One in a while, there’s a book that comes along that surprises you, delights you and makes you want everyone to read it so you can discuss it with them. This is that book for me. What’s it about? Well, someone in a village in France has sent a manuscript of a novel to a so-called ‘Library of Rejected Books’. Only trouble is, it’s been published and become so popular that everyone wants a piece of the action. Two people try to track the author down only to find out that he’s now deceased but was a humble pizzeria owner.
Well, that proves to be a problem….a man with seemingly no literary talent (well, until this book) – has suddenly written a masterpiece?
Setting: A small French village…and the world of books!
This book made me smile in so many ways. It’s a twisty-turny mystery set in a lovely French village in a place called the ‘Library of Rejected Books’. At first sight it reminded me of the Cemetery of Forgotten Books, but this is more of a home for rejected manuscripts and writers. Apparently there’s a real one in North America too, and the idea is lifted from the words of Richard Brautigan)
A now deceased pizzeria owner from a remote French village has apparently written something placed in this library which has now become a best-selling book. A publicist and her boyfriend who is a writer himself albeit unsuccessful, takes on this mystery and they vow to get to the bottom of it. They visit the village in question, the place where all manuscripts are kept and even interview the man’s wife and friends. There’s a literary critic who comes into the midst and everyone wants to know who wrote this book and how it has become so successful.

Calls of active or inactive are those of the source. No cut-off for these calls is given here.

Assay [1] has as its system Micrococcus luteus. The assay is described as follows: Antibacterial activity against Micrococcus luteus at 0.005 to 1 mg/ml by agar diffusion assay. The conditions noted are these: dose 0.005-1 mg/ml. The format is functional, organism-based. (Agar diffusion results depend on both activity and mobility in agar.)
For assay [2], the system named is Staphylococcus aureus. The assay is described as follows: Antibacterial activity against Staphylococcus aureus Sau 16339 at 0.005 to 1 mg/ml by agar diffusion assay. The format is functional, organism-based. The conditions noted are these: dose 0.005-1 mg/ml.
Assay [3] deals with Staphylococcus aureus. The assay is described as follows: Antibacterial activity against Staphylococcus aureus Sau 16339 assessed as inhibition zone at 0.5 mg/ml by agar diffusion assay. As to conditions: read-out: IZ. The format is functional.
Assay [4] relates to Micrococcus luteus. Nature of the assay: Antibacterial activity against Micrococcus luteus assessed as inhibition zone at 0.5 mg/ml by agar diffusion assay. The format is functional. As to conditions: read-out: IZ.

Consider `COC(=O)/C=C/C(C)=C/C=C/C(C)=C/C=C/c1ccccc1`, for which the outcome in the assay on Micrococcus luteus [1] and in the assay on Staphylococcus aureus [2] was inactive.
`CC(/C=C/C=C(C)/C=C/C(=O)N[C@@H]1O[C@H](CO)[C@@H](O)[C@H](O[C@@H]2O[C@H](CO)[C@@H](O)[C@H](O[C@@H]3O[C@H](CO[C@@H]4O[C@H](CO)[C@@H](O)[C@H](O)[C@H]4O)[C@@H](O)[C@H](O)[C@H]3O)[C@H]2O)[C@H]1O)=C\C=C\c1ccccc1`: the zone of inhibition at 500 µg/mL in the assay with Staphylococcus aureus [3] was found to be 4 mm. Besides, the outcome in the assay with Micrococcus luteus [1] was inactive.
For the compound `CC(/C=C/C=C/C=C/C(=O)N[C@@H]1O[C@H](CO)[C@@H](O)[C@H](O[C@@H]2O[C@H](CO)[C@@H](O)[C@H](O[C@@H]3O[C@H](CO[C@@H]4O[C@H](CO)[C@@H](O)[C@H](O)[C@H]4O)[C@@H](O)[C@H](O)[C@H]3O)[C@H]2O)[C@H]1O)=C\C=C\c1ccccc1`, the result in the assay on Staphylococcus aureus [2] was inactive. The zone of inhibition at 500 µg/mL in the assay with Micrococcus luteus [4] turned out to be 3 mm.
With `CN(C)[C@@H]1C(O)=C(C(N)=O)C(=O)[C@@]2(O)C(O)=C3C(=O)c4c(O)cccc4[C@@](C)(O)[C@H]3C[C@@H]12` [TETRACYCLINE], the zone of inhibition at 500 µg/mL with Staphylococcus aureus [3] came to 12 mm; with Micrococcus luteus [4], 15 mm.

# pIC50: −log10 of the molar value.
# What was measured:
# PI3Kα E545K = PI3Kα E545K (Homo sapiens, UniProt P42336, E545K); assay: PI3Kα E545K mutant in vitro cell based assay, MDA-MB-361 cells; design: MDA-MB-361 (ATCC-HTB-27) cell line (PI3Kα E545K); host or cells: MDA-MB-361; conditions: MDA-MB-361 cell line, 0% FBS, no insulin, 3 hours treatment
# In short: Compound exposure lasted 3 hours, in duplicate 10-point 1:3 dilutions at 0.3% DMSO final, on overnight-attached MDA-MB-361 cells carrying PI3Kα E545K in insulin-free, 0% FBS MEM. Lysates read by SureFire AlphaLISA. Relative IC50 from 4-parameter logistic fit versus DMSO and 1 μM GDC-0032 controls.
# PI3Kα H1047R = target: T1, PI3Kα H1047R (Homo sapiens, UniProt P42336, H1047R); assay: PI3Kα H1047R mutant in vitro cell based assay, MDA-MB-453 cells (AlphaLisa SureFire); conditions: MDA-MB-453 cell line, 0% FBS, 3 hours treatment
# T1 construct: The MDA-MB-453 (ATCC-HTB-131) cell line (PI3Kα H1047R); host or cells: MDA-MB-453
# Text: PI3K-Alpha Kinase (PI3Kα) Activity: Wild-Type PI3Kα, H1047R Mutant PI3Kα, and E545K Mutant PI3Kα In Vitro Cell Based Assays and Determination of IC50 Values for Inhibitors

The book is about the Russian poet Pushkin and the end of a romance through one heart-wrenching emotion to another. There’s something in it that speaks to everyone who reads it.
I felt like a literary Sherlock Holmes reading this. As the investigation unfolds, you are right there with the characters and have the same thoughts and ideas as they do. As more and more people come into the picture and mystery, the threads of the puzzle weave and move around. It’s a true mystery and an intriguing one at that. Makes a difference reading about a mystery writer than a murder or similar.
I want to move to Crozon immediately. Not only does it sound like a cute little town – it has a library which it values to the point of them funding the investigation. The people who are concerned about this mystery on their doorstep is never ending and it’s a delight to see.
The world of books is evoked in style – book sellers, editors, writers, the way books are marketed and sold, how PR works, word of mouth etc is fascinating. How does an unpublished manuscript ever see the light of day? And does it matter who wrote it – even a pizza worker from a small village? The book about love, finding it, losing it. its about relationships and how people change. And that’s just the start.
Lots of insights in this book and it would make a great book club read. The ending – well that was just poetry in itself. A mystery that delivers and it’s a literary delight!
To be enjoyed with a cup of caramel tea.
BookTrail Boarding Pass: The Mystery of Henri Pick
The first book in the Walter Presents /Pushkin Press library. A fast-paced comic mystery enriched by a deep love of books